Mass dampers are totally banned, the FIA considers them movable aero devices. Don't ask me how they fit that definition, but them's the rules.
Hmm, how to explain one. Allow me to change the venue to something simpler. Earthquakes shake the ground at a certain frequency. Everything, everything, has a natural frequency. Think swing set. If the pusher pushes the swinger right as he's coming down that'll stop everything quickly. If the pusher pushes at the right time, every time, the swinger can really get moving.
So, that's why we see one building fall to pieces, while the one right next to it is barely damaged. The ground shakes in frequency, and that frequency happens to harmonize with that building, and boom.
So, we can't really do much to change the frequency of the earthquake, so let's see if we can change the frequency of the building. It turns out there are several ways to manage this, from cables running through the building attacked to hydraulic rams, to using a mass damper.
You pick a floor, usually something like 2/3 of the way up the building. You place a gigantic mass on that floor, on top of bearings that allow it to slide around more or less freely. Now the ground shakes, the building harmonizes, starts swinging back and forth, just like before. But that stupid mass slides around all on it's own, and every once in a while it bangs into the sides of the building. It could theoretically wind up with the same frequency as the building which would be a disaster, but we're not stupid so we made sure it has a different freq. And now whenever it bangs into the side it tends to do it right when the swinger is coming down, so it screws up the swing just like it did on the swingset.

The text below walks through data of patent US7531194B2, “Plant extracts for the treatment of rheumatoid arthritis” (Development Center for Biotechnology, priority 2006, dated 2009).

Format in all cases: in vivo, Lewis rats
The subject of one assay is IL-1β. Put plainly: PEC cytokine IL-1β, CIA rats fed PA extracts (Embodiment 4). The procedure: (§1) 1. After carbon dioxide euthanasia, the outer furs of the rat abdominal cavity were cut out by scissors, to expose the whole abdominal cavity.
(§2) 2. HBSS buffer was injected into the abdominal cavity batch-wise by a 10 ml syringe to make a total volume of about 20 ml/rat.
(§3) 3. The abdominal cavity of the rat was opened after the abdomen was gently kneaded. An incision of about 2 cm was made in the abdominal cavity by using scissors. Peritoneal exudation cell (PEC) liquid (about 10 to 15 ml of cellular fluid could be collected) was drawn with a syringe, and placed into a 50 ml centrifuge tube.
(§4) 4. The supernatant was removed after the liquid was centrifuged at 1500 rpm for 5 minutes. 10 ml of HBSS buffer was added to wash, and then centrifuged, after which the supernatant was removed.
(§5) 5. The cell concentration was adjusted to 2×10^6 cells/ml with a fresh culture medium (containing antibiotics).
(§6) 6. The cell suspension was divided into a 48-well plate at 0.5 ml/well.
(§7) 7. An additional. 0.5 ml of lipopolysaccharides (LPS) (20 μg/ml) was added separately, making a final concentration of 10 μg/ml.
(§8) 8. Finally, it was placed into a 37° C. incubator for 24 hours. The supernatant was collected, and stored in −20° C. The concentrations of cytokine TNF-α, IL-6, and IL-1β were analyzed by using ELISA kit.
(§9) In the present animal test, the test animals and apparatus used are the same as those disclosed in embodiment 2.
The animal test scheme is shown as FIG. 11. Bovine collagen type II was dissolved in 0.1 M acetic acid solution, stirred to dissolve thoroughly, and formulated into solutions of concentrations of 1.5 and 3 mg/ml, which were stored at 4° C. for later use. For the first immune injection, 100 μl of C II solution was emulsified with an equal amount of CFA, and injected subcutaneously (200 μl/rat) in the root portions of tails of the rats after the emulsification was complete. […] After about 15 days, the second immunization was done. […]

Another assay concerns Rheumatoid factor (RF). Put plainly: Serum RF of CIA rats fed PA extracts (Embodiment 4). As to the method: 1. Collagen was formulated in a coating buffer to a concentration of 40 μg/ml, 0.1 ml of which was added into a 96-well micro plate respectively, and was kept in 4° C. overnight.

Obviously, it's a lot more complex than just that, but hopefully that'll give you a good visual image of what's going on. On a car, it works the same way. The tire has a natural frequency, and when it encounters certain road conditions it will want to start bouncing up and down. You design the mass damper to act like the pusher, pushing at the wrong time, right when the swinger is coming down. I know you've done this, so you know it isn't even that hard to screw up the swing. It doesn't take that much force, which means it doesn't take that much mass either.
Now the engines. I can't give you a number, as teams are VERY secretive about that. But I can say it will depend mostly on how hard the engine was used. So Vetels current engine will almost certainly be in a lot better shape than Buttons right now.
Normally, what kills engines is using them outside their parameters. So a very good way to kill one is to accidentally take a lower gear than you intended. This will send the revs way over the limit, and for quite a long time, as the car is now driving the engine. In fact, in a race engine that usually causes a pretty spectacular failure, with parts flying everywhere.
It's hard to make that particular condition happen in a current F1 car, but there are lots of smaller things that can all add up. Just being stuck behind someone will put a lot of stress on your engine.